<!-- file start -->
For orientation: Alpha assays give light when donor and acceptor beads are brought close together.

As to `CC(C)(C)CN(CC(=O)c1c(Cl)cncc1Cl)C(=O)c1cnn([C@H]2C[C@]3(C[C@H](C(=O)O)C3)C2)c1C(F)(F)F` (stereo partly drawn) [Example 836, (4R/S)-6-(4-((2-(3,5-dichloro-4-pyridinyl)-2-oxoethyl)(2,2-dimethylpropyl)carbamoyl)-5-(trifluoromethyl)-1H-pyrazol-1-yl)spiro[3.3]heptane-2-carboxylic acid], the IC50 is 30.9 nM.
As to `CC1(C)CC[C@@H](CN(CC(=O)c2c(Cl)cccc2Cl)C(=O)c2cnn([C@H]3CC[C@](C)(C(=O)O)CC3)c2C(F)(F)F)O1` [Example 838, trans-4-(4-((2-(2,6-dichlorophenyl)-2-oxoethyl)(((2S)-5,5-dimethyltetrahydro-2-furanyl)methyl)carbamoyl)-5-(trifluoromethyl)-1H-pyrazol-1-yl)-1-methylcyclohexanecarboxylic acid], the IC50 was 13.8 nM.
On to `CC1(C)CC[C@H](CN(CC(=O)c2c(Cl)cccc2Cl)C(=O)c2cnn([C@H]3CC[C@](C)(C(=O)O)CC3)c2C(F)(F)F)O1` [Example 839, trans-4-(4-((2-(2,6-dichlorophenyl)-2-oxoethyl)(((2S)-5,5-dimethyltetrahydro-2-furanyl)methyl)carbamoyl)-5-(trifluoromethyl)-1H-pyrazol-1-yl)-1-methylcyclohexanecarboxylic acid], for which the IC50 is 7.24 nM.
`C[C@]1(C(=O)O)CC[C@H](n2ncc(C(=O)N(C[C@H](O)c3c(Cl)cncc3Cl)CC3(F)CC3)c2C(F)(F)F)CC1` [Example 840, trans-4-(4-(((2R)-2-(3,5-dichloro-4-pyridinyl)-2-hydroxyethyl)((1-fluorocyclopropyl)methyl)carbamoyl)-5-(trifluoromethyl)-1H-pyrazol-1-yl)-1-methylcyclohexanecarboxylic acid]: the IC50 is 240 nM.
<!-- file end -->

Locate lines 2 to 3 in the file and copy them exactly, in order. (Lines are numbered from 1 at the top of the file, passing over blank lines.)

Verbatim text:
As to `CC(C)(C)CN(CC(=O)c1c(Cl)cncc1Cl)C(=O)c1cnn([C@H]2C[C@]3(C[C@H](C(=O)O)C3)C2)c1C(F)(F)F` (stereo partly drawn) [Example 836, (4R/S)-6-(4-((2-(3,5-dichloro-4-pyridinyl)-2-oxoethyl)(2,2-dimethylpropyl)carbamoyl)-5-(trifluoromethyl)-1H-pyrazol-1-yl)spiro[3.3]heptane-2-carboxylic acid], the IC50 is 30.9 nM.
As to `CC1(C)CC[C@@H](CN(CC(=O)c2c(Cl)cccc2Cl)C(=O)c2cnn([C@H]3CC[C@](C)(C(=O)O)CC3)c2C(F)(F)F)O1` [Example 838, trans-4-(4-((2-(2,6-dichlorophenyl)-2-oxoethyl)(((2S)-5,5-dimethyltetrahydro-2-furanyl)methyl)carbamoyl)-5-(trifluoromethyl)-1H-pyrazol-1-yl)-1-methylcyclohexanecarboxylic acid], the IC50 was 13.8 nM.